Our collection of children's picture books featuring Black and Indigenous people and People of Color (BIPOC) is available to the public. You can use the Search Tool below to find titles. *Inclusion of a title in the collection DOES NOT EQUAL recommendation.* See our related readings page for suggested tools for evaluating books.
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A reclamation of the Mexican serenata tradition, follow the story of a young boy who asks his father if there is a song for a boy who loves a boy.
The author describes his boyhood summers spent at his grandmother's apartment in Spanish Harlem where she introduced him to the sounds and steps of the merengue and the conga and told him stories of Puerto Rico.
Lola was just a baby when her family left the Island, so when she has to draw it for a school assignment, she asks her family, friends, and neighbors about their memories of her homeland ... and in the process, comes up with a new way of understanding her own heritage.--Provided by publisher
"Boats of all shapes and sizes travel on the river, through the seasons, toward the sea. Who will you meet on the river?"--Provided by publisher
Illustrated by a Caldecott Honor artist, this moving tribute to the strength of family--no matter what its form--is the story of old Joseph, who finds a Mexican baby abandoned on a lonely L.A. street and vows to raise the child as his own. --from publisher
Uncle Flores is the best tailor in the town of Pinbauê in Brazil. He used to make colourful costumes for the carnival, but nowadays he only makes grey uniforms for the factory workers. The houses are covered with dust from the factory, the river water is murky, and everything is drab. Edinho, his nephew, comes by every day after school to help cut and iron the cloth and listen to his uncle's stories. But when the factory tells Uncle Flores they don't need his uniforms anymore, Edinho comes up with an ingenious idea to get his uncle back to work and make everyone in town happier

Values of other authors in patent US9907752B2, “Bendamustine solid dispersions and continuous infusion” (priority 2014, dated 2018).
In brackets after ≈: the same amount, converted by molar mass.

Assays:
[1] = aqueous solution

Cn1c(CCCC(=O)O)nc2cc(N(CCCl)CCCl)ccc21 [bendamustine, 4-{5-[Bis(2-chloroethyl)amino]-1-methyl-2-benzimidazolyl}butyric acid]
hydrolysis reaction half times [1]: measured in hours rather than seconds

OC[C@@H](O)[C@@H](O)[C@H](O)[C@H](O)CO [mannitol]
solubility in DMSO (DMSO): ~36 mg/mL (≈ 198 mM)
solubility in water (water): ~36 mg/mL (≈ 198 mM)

"A story inspired by events in the boyhood of Winston "Spree" Simon, a pioneer in the development of the steel drum, in which he discovers he can create tunes by banging on discarded cans. Includes author's note, glossary, and sources"--Provided by publisher
Sadie, an imaginative young Dominican American, relates her experiences growing up in her grandmother's brownstone house in Harlem. My name is Sadie and I live in Harlem with my mother and my little sister, Julie. Sadie likes living in her grandmother's brownstone, where she has her own bedroom and a backyard to play in. She's full of thoughts and has lots to say about her family and friends, her home, her hair, and her laughing feet that can't keep still. And when she grows up she plans on being a poet. This collection of sixteen exuberant poems in the voice of a young Dominican American girl and energetic, bright paintings celebrates Sadie's family and the city around her
Part of the Bella Balistica series: Bella Balistica was born in Guatemala and now lives with Annie, her adoptive mother, in London. It's Bella's birthday and Mum's made Bella her favourite chocolate cake. But just what is chocolate made of and where does it come from? With the help of her friend the Quetzal bird, Bella harnesses the powers of her mystical pendant that once belonged to her Guatemalan birth mother, and flies to Ghana in West Africa to discover much more than she bargained for.
Kenya has a hard time choosing her favorite describing word, but finally picks a word that encompasses all her favorite things